Eegah (1962):  This is my MST3K episode for the week where Joel, Tom Servo and Crow are forced to watch this sci-fi B-movie where a caveman named Eegah, played by none other than Richard Kiel, that wreaks havoc in the modern day.  Most probably remember Kiel as the Bond character Jaws in THE SPY WHO LOVED ME and MOONRAKER but might remember him in the original THE LONGEST YARD as well as the Adam Sandler comedy HAPPY GILMORE.  Also, I do not know how the caveman got into the modern era or how he survived.  It is mostly for laughs and was a good one to force Joel and our favorite robots to watch.  This like all of MST3K is available on Netflix.

Spider-Man:  Homecoming (2017):  I decided to include the Marvel Cinematic Universe for this week.  Fresh off his debut as Spider-Man in CAPTAIN AMERICA:  CIVIL WAR, Tom Holland reprises his role as the teenage Peter Parker who leads a double life in Queens as Spider-Man.  After his experience with the Avengers, he returns home where he lives with his Aunt May, played by Marisa Tomei, and is under the watchful eye of Tony Stark, reprised by Robert Downey Jr., who has Peter as his "intern" at Stark industries.  Stark also provides Peter a more state of the art Spider-Man suit.  He comes across some criminals with some very unusual weapons and learns the leader is Adrian Toomes aka the Vulture, played by Michael Keaton.  Jon Favreau, Gwyneth Paltrow, Zendaya, Donald Glover, Jacob Batalon, Laura Harrier, Tony Revolori, Bokeem Woodbine, Tyne Daly, Abraham Attah, Jennifer Connelly, Chris Evans, Martin Starr, and many others co-star or have cameo appearances.  This is our third live-action Peter Parker since 2002 with Tobey Maguire and then by Andrew Garfield but now Spider-Man for the first time is part of the MCU and they took a different approach with him.  I suppose I forgot to name off Reeve Carney who played Spider-Man in the Broadway musical flop SPIDER-MAN:  TURN OFF THE DARK.  Peter Parker in this one is about 14 years of age and I like how he acts more like a teen and very overzealous at times being a superhero at such a young age.  I suppose you could call this the coming-of-age superhero film and is a theme I seem to be focusing a lot upon in this week.  I enjoyed this more non-origin story of Peter Parker just trying to balance his high school life and his superhero life which he found very difficult.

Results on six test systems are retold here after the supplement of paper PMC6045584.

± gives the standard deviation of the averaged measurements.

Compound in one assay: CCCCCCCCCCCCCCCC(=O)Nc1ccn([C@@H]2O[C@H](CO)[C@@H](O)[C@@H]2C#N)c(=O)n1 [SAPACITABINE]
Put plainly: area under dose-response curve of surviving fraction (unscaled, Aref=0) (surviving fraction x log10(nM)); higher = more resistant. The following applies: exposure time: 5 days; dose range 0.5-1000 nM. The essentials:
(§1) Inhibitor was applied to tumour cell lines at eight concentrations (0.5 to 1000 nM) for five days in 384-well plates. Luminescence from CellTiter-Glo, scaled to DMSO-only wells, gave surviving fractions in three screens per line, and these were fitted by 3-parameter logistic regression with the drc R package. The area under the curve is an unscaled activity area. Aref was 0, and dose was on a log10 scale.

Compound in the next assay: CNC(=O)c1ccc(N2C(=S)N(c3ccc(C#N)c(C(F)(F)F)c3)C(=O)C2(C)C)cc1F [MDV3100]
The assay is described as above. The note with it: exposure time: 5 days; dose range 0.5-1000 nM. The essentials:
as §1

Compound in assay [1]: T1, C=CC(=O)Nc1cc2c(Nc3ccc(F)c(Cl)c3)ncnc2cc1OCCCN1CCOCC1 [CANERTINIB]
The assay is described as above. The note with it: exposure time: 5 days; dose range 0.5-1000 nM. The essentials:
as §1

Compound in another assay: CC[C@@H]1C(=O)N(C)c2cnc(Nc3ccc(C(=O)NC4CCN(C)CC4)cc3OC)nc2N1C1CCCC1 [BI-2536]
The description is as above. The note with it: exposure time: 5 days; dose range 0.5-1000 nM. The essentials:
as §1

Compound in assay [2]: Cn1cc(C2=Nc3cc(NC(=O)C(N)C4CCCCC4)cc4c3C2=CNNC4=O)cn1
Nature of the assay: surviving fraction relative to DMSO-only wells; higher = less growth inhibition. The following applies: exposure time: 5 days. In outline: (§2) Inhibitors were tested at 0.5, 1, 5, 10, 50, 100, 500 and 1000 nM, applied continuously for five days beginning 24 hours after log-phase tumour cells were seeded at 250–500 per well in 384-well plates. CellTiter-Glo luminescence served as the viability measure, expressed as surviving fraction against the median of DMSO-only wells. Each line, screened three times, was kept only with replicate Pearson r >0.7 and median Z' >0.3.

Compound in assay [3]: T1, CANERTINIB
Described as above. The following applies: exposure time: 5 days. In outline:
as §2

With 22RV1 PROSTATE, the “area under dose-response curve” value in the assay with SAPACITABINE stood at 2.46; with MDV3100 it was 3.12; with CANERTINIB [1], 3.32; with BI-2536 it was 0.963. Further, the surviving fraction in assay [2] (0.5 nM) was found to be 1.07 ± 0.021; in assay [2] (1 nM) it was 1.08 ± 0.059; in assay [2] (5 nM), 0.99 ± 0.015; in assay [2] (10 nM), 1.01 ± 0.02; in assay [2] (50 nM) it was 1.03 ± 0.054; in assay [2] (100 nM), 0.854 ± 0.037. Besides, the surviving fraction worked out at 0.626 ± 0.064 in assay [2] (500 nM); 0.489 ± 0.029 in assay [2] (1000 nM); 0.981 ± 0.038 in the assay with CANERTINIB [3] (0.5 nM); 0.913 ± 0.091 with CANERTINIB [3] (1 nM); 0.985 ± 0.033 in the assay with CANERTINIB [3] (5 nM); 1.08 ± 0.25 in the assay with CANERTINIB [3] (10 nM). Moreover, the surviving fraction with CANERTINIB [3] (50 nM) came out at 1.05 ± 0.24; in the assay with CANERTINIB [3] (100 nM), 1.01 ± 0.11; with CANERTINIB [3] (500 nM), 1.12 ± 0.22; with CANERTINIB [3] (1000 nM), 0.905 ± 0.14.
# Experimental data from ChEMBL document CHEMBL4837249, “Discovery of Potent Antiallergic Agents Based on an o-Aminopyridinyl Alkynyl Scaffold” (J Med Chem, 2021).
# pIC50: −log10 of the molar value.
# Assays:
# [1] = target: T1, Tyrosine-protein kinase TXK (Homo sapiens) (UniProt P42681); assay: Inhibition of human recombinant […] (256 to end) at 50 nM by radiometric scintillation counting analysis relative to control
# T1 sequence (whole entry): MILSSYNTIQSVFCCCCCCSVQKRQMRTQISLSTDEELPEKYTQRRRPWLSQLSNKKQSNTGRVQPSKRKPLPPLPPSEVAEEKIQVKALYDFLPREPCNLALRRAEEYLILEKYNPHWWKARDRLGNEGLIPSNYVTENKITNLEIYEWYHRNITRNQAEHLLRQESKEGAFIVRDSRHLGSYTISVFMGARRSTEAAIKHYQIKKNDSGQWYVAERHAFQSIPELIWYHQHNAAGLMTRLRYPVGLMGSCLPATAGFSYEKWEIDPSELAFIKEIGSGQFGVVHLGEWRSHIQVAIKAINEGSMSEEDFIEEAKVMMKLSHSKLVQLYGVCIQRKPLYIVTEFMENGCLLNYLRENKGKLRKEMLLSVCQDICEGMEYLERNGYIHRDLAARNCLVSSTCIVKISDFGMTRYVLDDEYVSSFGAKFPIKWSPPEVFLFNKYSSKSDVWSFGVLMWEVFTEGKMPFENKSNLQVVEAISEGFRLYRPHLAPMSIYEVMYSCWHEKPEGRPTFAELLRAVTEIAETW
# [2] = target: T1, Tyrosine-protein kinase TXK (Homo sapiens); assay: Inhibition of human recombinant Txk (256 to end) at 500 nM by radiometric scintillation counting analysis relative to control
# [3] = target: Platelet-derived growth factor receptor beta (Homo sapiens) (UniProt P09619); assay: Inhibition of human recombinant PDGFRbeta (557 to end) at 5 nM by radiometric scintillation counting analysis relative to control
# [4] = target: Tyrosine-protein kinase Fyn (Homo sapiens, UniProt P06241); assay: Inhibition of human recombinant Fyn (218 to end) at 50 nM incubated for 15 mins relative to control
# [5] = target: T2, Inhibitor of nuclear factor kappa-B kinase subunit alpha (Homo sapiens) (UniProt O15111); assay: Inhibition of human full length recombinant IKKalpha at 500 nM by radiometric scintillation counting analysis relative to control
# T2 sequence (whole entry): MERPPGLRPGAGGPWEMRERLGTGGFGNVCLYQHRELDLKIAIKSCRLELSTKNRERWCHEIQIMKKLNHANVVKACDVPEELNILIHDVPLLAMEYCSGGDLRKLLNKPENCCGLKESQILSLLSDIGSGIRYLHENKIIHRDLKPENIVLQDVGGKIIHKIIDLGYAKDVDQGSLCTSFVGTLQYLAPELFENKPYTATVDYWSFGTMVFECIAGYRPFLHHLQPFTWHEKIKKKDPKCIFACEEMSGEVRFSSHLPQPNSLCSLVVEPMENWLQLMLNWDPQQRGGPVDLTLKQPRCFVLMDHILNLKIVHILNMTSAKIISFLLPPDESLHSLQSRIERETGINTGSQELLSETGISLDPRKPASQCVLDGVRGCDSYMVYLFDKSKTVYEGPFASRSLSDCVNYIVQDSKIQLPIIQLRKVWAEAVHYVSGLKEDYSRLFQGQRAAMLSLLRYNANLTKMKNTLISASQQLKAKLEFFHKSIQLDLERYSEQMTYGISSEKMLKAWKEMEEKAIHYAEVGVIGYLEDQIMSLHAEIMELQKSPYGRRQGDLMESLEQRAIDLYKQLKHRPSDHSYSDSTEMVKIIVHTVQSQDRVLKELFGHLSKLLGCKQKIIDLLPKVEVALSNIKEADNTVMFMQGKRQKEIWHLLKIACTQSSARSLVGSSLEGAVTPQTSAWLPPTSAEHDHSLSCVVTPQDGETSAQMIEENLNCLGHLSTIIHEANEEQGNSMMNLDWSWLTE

The Burmese Harp (1956):  This is my Japanese film for the week.  Kon Ichikawa directed this film based on the novel by Michio Takeyama.  Shoji Yasui stars as Mizushima who is a Japanese soldier in WWII Burma and disappears from the group after a surrender to the British soldiers.  The rest of the soldiers are trying to figure out what happened to him and try to uncover if he is a monk.  They are correct as he becomes a monk and looks to bury dead Japanese soldiers that he finds.  This is a pretty powerful film which in a sense is on the consequences of war.  The performances, story, imagery and music score work very well in this Japanese classic.

A Clockwork Orange (1971):  Stanley Kubrick directed this adaptation on the novel by Anthony Burgess.  This takes place in future Britain where Malcolm McDowell stars as gang leader Alex De Large.  They go around terrorizing homes but is betrayed and ends up in prison.  To get out early, he agrees to have unusual therapy developed by the government which makes him fear everything he loves which includes violence and even Beethoven.  When he is out, the people that he wronged are out for revenge where he is left defenseless due to his fear of violence.  This was a very bizarre movie to say the least and was quite ahead of its time.  It was so weird that it was originally rated X but in time got down to R.  The imagery was probably the strangest part of this.  There is a scene where Alex is torturing a couple while singing SINGIN' IN THE RAIN and always feel guilty about how much this amuses me.  Apparently Gene Kelly was not amused by how they used the song he is most known for and remained bitter towards McDowell.  I have heard someone say that this is a statement towards the use of psychological drugs.  This is by no means for everyone but is a very well done film on many levels.

Coal Miner's Daughter (1980):  I started the week out with a political biopic and now I end with a music biopic.  Michael Apted directed this film based on the autobiography of Loretta Lynn, played very well by Sissy Spacek.  The title is one of Loretta's biggest hits which is to describe who is and how she grew up.  She grew up the daughter of a coal mining father with quite a few siblings in a poor but loving family.  At the very young age of 13, she marries Doolittle Lynn, played by Tommy Lee Jones, where they start their own family.  Loretta appears to have intended to just be the stay at home mom but some random singing from in the home makes Doolittle believe she has talent and potential.  Levon Helm, William Sanderson, Beverly D'Angelo, Ernest Tubb, and many others co-star in this film.  Tubb plays himself in the biopic and D'Angelo is really good in her small role as Patsy Cline.  I'm not really a big country music fan but respect it enough and still enjoyed this biopic to end the week.

Well, that is it for the week.  Tell me what you like and dislike and stay tuned for next week which so far includes Richard Dreyfuss, Walter Huston, Scarlett Johansson, and many others.